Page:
20TH CENTURY FOX
Unfaithful (May 10): As his hair gradually turns a whiter shade of gray, Richard Gere’s name has increasingly become synonymous with overly sentimental and painfully earnest “adult relationship” movies. The question is, did Gere learn his lesson after the astoundingly unsuccessful Autumn in New York? Things aren’t looking promising, as his latest effort explores the disintegration of a marriage destroyed by an obsessive affair and asks whether a marriage infected by deceit, guilt and anger can “find a way to recover.”
Star Wars II: Attack of the Clones (May 16): So the title sounds like an amateur B-grade horror movie and sure, Jar Jar Binks makes his return as the most annoying character ever captured on celluloid, but nothing could deter die-hard fans from this latest installment in George Lucas’ Star Wars saga. Luke is still but a glint in his father’s eye as Natalie Portman and Hayden Christensen pursue their ill-fated love affair between battles with Jedi Rebel Dooku and his band of cloned droids. Will the “force” of photogenic actors overcome the dark side of a potentially plotless prequel? As Yoda might say, “Wait you must...no more will I tell you today.” -AEL
Stars and sequels galore! In additon to Spider-Man, Columbia’s releases include Jennifer Lopez in Enough (May 24), Adam Sandler in Mr. Deeds (June 28), Will Smith and Tommy Lee Jones in Men in Black II (July 3), Stuart Little II and Vin Diesel in XXX (Aug. 2). -MFK
Bad Company (June 7): In this year’s mismatched cop genre entry, Chris Rock plays a street hustler whose Harvard-educated CIA agent twin dies in the line of duty. Partnered with Anthony Hopkins, Rock joins the CIA to help solve the case his brother died working on. Helmed by the director that ruined the Batman franchise, this film is hardly going to be a masterpiece—the best one can hope for is that Hopkins’ and Rock’s presences raise this film above mediocrity.
Lilo and Stitch (June 21): Though they abandoned their typical animated formula for last year’s poorly grossing Atlantis: The Lost Empire, Disney returns to standard form with the misadventures of Stitch, a fugitive alien who hides from the law in Kauai. Once on earth, he finds his way into a pound and is soon adopted by a young girl, Lilo. Crazy antics ensue.
Reign of Fire (July 12): In the not too distant future dragons emerge from London and begin to set fire to the world, establishing their dominance over humans. Mankind’s only hope is a group of dragon slayers led by Matthew McConaughey and Christian Bale. This sounds like a tired old formula that has been done a thousand times and that’s probably what this film will be. On the upside, if the apocalypse does strike, London is a fitting place for it to begin.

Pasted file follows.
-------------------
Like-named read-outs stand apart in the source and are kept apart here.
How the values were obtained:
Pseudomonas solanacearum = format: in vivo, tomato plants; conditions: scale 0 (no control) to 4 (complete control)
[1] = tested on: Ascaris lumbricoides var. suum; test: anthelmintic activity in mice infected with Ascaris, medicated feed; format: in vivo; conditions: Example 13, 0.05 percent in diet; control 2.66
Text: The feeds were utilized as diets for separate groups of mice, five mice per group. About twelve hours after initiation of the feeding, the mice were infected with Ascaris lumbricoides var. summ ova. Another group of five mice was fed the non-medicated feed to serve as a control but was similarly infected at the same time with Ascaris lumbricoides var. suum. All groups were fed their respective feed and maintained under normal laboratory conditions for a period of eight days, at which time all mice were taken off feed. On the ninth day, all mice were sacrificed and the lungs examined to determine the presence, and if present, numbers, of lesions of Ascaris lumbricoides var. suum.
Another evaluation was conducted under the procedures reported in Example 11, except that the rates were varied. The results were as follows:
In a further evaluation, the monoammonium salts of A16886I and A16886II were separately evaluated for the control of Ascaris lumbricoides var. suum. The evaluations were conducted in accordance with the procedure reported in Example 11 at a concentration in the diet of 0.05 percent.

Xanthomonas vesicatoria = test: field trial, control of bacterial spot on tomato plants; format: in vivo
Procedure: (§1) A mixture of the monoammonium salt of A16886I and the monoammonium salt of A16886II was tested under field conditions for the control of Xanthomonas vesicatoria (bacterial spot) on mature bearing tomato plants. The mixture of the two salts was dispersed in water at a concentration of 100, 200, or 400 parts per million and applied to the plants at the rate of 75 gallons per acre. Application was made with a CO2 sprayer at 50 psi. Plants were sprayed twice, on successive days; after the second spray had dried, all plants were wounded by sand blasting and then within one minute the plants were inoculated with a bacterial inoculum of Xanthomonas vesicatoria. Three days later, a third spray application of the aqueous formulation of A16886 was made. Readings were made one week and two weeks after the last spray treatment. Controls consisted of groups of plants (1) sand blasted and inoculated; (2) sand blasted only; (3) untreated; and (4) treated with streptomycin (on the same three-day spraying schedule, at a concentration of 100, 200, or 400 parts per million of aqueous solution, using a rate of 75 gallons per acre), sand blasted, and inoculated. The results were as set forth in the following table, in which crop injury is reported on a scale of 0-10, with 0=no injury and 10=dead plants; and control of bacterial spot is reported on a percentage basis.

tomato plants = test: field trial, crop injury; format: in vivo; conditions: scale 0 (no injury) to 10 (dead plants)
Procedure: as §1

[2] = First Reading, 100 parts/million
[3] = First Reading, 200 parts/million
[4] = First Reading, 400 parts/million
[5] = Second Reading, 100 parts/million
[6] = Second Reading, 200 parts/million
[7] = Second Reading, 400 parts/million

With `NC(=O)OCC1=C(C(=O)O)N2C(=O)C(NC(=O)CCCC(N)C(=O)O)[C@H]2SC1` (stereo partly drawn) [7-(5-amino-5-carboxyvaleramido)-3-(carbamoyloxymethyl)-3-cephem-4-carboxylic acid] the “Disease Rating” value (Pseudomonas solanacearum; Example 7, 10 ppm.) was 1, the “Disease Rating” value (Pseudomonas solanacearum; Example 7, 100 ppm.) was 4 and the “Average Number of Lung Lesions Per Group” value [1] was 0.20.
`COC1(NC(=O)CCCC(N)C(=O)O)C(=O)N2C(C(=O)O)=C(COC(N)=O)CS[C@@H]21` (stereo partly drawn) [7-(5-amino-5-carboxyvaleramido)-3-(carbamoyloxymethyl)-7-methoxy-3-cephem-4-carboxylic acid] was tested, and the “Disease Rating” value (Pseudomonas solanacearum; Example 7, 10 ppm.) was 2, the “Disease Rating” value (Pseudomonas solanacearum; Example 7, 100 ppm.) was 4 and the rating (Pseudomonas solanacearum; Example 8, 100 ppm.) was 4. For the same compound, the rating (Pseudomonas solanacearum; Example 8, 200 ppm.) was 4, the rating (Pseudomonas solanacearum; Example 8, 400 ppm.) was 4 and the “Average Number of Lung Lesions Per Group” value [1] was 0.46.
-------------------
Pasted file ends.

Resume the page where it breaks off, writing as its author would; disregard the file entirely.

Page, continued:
Signs (Aug. 2): The newest film from the writer/director of The 6th Sense and Unbreakable, Signs stars Mel Gibson as a man whose life is changed after a 500 hundred foot design mysteriously appears in his crops. Hopefully Signs will be an improvement on Unbreakable, giving us a satisfying if unspectacular movie going experience. - VAB
Minority Report (June 21): As if to clean up the fiasco that was A.I., Steven Spielberg’s latest jaunt into sci-fi goes all-out, Indiana Jones-style. Based on the short story by science fiction guru Philip K. Dick, Minority Report is set in 2054 Washington, D.C., where a psychic method called Pre-Crime witnesses, verifies, arrests and convicts murderers before they even commit their crime. But when the head of the Pre-Crime division (Cruise) is accused of the murder of a man he hasn’t even met yet, he finds himself being stalked by a fellow officer (Colin Farrell)—talk about undermining infrastructure and public trust. Premise, stars, Spielberg—Minority Report has all the ingredients for success.
Road To Perdition (July 12): “Pray for Michael Sullivan.” So commands the mysterious tagline on the website for Road to Perdition, the sophomore film of Sam Mendes (American Beauty). Tom Hanks, in one of his less family-friendly roles, is the eponymous Michael Sullivan, a hit man who seeks revenge after he is betrayed and half of his family decimated. If the 1998 graphic novel of the same title by Max Allan Collins is any indication, the film should feature some stunning cinematography of noir-era Chicago. -TIH